A Song of Ice and Fire, George RR Martin - Read in the boot (yes, boot) of a car while driving to Eilat with family, age 12 or so. I remember waiting desperately for the third book to come out. (Oh, the innocence.) I do love these books (never seen the show, i'm afraid) and i've been very fannish about them for a long time. I love the multiple readings they support, the deconstruction of fantasy tropes yet the unabashed fantasticality of them and how much it's possible to argue about them.

To Say Nothing of the Dog, Connie Willis - read in junior high, probably? I love farce, and it's hard to pull off in general and particularly hard in writing. I still re-read this once a year or so, because it always makes me feel better.

Jack of Shadows, Roger Zelazny - borrowed off of that same Dad-of-best-friend's bookshelf. This one always sticks with me because it's basically about geography. One of the first books I can remember reading that really hit that place I love of intersecting questions of genre with questions of landscape. This place is different from that place, and we are different in it. Let's talk about that.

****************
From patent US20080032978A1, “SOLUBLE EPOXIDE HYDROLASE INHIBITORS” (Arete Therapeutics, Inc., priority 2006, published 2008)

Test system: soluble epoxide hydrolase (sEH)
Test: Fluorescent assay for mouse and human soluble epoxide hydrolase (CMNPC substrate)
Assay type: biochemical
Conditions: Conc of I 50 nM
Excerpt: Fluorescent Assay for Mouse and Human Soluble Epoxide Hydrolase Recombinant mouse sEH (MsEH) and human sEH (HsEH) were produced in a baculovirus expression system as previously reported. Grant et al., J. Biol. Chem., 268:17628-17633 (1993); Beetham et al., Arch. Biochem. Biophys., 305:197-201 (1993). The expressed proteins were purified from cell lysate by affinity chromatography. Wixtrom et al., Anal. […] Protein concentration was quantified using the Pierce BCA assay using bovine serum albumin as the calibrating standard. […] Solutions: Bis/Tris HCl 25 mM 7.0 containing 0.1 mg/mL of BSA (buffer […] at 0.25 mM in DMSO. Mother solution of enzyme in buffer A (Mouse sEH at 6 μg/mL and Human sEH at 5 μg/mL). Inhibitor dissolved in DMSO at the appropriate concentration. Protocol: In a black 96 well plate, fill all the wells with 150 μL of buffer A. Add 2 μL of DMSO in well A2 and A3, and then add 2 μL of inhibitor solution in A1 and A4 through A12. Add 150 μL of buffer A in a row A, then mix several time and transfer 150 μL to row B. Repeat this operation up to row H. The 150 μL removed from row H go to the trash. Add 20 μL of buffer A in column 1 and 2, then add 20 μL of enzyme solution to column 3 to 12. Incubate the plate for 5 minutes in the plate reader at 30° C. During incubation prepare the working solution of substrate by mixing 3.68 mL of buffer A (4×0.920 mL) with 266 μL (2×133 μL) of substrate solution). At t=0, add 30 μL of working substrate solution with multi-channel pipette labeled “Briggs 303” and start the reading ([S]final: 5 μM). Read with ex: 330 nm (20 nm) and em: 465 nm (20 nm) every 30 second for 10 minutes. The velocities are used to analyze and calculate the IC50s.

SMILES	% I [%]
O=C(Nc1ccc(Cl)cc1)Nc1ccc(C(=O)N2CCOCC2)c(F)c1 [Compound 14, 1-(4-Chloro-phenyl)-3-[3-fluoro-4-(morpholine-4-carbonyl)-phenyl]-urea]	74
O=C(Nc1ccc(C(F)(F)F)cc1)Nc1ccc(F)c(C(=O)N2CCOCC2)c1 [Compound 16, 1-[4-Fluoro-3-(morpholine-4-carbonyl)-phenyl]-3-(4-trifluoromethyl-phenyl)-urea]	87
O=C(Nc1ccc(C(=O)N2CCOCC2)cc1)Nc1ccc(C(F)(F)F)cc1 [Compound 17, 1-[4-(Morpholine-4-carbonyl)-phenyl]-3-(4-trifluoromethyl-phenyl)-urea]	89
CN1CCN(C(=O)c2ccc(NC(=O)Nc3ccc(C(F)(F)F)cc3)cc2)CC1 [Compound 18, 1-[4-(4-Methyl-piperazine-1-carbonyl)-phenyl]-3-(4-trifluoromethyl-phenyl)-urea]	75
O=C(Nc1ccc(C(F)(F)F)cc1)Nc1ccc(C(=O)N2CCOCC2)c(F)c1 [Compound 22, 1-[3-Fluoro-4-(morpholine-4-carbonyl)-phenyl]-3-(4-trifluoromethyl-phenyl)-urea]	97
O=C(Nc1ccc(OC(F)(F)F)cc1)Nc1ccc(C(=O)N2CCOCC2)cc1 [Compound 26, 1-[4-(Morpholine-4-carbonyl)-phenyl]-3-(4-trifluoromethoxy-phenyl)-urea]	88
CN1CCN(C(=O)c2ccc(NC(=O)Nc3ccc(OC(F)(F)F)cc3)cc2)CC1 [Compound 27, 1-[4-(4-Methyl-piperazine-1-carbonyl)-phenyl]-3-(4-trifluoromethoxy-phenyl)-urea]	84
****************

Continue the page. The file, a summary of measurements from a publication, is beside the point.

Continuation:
A Peace to End all Peace, David Fromkin - I'd basically gone through everything I wanted to read in my (very small) junior high library, so I moved across the aisle to the non-fiction. I don't think this was the first history book I ever read for fun, but it was the first one that was fun, and opened up history as something weird and interesting and relevant.

A Hundred Years of Solitude, Gabriel Garcia Marquez - highschool. I remember a maths teacher taking it away from me in class, which hadn't happened in a while by that point. Just a really emotional, visceral, can't-stop-reading this reaction.